By John Brindley
DEAR Stephen Kinnock MP,
Allow me to agree with you that England’s footballers should wear armbands at the World Cup - although for a far different reason from the one you suggested.
You have been reported as saying that the England team should send out a message about the bad behaviour of Vladimir Putin’s Russian regime and, in particular, the alleged murder of Alexander Litvinenko and the alleged attempted murders of Sergei and Julia Skirpal.
(I note in passing that the latter two are still alive and therefore black armbands may not be entirely appropriate).
Let’s take a major jump and suppose that Putin’s regime was indeed responsible for these actions on British soil. I presume you believe these were carried out by Russia’s intelligence services rather than Putin himself hopping over to England in his spare time with the poison….
Ok, so you believe this provides England and other countries competing in the football competition with the high moral ground.
In which case could you ease my concerns over the conduct of British intelligence services in recent years?
Can you say with any conviction that we do not carry out any state assassinations in England and abroad?
I raise the issue of the highly professional looking murder of TV presenter Jill Dando on her own doorstep in April 1999.
Could you perhaps inform me how the police investigation is progressing?
Things do seem to have gone a little quiet since suggestions were made that the British establishment may have benefited from her assassination.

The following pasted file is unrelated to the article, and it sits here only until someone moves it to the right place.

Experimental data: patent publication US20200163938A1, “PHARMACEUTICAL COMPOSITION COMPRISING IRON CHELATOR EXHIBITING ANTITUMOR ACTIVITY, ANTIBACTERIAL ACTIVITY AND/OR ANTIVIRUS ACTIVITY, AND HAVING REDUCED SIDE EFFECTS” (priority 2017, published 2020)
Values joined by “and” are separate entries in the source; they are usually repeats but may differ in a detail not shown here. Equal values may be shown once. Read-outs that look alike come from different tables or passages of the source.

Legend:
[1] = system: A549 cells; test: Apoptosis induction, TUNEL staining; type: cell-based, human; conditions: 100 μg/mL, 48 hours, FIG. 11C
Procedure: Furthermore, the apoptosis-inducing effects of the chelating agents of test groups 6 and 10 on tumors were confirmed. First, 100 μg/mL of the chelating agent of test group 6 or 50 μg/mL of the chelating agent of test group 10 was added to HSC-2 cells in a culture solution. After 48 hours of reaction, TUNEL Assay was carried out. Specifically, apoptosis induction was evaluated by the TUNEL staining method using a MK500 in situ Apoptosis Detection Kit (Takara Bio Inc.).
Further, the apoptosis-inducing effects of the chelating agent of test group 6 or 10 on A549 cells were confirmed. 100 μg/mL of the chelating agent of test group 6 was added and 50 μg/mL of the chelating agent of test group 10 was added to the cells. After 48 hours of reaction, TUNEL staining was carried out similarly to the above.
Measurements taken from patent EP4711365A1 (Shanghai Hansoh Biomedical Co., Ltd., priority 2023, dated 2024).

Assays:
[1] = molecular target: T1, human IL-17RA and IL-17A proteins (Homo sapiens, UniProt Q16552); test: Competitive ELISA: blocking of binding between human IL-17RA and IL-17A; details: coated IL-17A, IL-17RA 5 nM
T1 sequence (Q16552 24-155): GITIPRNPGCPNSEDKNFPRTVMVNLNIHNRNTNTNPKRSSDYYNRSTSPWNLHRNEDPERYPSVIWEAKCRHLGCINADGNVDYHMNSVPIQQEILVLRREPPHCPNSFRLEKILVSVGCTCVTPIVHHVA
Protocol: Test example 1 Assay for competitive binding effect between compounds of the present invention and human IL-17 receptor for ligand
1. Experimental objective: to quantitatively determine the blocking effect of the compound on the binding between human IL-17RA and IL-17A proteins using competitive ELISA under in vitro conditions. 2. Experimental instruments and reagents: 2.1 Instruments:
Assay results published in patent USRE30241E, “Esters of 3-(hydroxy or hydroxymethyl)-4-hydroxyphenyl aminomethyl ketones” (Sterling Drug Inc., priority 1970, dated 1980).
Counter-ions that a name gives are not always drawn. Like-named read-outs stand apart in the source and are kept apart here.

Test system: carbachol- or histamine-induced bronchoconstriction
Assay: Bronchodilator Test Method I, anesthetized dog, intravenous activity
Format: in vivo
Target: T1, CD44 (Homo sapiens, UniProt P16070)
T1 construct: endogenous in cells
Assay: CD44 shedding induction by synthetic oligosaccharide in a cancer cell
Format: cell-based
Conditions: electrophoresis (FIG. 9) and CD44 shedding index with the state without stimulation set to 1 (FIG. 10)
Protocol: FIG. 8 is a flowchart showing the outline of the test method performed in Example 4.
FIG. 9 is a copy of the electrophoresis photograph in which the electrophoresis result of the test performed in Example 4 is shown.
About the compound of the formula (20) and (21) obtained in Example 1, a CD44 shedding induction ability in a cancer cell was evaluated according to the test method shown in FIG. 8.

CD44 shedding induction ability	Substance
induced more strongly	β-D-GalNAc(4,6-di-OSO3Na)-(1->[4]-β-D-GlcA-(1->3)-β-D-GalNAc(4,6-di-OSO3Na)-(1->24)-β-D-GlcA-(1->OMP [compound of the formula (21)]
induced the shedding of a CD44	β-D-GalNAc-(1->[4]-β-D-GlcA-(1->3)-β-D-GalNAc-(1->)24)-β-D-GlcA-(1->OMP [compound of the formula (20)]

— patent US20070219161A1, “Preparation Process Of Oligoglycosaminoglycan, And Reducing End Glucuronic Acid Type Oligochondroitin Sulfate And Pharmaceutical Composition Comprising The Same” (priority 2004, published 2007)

You will also be aware that a substantial number of British people are unhappy with official explanations of the deaths of Princess Diana in 1997 and David Kelly in 2003.
More than a few qualms have been raised over the alleged suicide of Robin Cook in 2005.
One common theme linking all these deaths together, Mr Kinnock, was that they all took place during the reign of New Labour and Tony Blair.
It really did seem to be an unusually dangerous time for anyone in public life who spoke out about the way our country was being run.
Perhaps to edit the words of a very famous religious figure ‘he who is without sin should wear the black armband ’?
Coming even closer to home, Mr Kinnock, some of the behaviour of your family concerns me more than a little.
Currently you seem to be personally embroiled in making it very difficult for Britain to leave the European Union despite a democratic public vote demanding we should do some two years ago.
Could this by chance be related to the extraordinary amount of money your parents have made from the EU?
Whilst on the subject of politics, perhaps you could enlighten us on the role of the Committee of 300 of which your mother is reported to be a member?
Do some of the world’s most powerful folk merely meet annually to sip tea and catch their breath as seemingly suggested by your parliamentary colleague Kenneth Clarke, a fellow member, when asked about his involvement at the annual Bilderburg conference?
May I respectfully conclude, Mr Kinnock, that in the light of the issues I have raised our footballers would make more of a moral point wearing black armbands in Russia over the death of socialism in this country and the catastrophe that was New Labour.
And that’s without mentioning the war!
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